Supporting Information

S1 Fig. Compartmental models for the toxicokinetics of the neonicotinoids.

https://doi.org/10.1371/journal.pone.0146335.s001

(DOCX)

S2 Fig. Illustration of the assumption used in the kinetic models that each deuterium-labeled neonicotinoid was administered as a single bolus and entered the body instantaneously after ingestion, and an illustration of the urinary excretion of the neonicotinoid in urine after such a dose.

https://doi.org/10.1371/journal.pone.0146335.s002

(DOCX)

S1 Table. Demographic characteristics of the participants of the microdose study.

https://doi.org/10.1371/journal.pone.0146335.s004

(DOCX)

S2 Table. LC-MS/MS conditions used to determine the neonicotinoids.

https://doi.org/10.1371/journal.pone.0146335.s005

(DOCX)

S3 Table. Calibration curves, detection limits, and recoveries for the neonicotinoids.

https://doi.org/10.1371/journal.pone.0146335.s006

(DOCX)

S4 Table. Amounts of neonicotinoids excreted in urine over 96 h after a 5 μg microdose of each deuterium-labeled compound was ingested, and the percentage of the initial parent compound dose that was recovered.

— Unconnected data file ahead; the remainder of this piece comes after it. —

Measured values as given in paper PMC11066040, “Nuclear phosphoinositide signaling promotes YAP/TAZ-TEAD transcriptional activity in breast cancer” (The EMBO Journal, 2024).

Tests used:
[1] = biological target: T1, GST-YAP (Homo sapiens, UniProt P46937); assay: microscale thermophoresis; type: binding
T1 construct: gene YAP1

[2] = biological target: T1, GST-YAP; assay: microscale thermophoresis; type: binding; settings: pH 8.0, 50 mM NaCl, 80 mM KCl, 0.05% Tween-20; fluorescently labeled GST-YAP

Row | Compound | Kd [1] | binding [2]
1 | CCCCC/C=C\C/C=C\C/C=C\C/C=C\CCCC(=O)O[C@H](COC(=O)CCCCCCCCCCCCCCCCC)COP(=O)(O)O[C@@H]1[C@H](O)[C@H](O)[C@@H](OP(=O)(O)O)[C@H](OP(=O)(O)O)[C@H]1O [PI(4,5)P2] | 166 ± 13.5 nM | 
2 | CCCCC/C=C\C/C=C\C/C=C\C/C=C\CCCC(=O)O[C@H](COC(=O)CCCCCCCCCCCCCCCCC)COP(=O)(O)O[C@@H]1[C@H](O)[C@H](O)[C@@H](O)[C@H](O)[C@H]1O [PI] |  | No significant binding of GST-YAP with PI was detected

https://doi.org/10.1371/journal.pone.0146335.s007

(DOCX)

S5 Table. Estimated daily intakes of neonicotinoids found in the microdose.

https://doi.org/10.1371/journal.pone.0146335.s008

(DOCX)

Acknowledgments

We appreciate advice on pharmacokinetics given by Drs. Takeshi Sekiguchi and Yasunobu Shiota (Tohoku Gakuin University). We also thank Yayoi Yamakura, Misato Umakoshi for their help (Kyoto University Graduate School of Medicine).

Author Contributions

Conceived and designed the experiments: AK. Performed the experiments: KHH KT HS MI TN TH HK HO SI KK MO AK. Analyzed the data: KHH KT HS MI TN KW MY TT AK. Contributed reagents/materials/analysis tools: KW MY TT. Wrote the paper: KHH KT HS MI TN TT AK.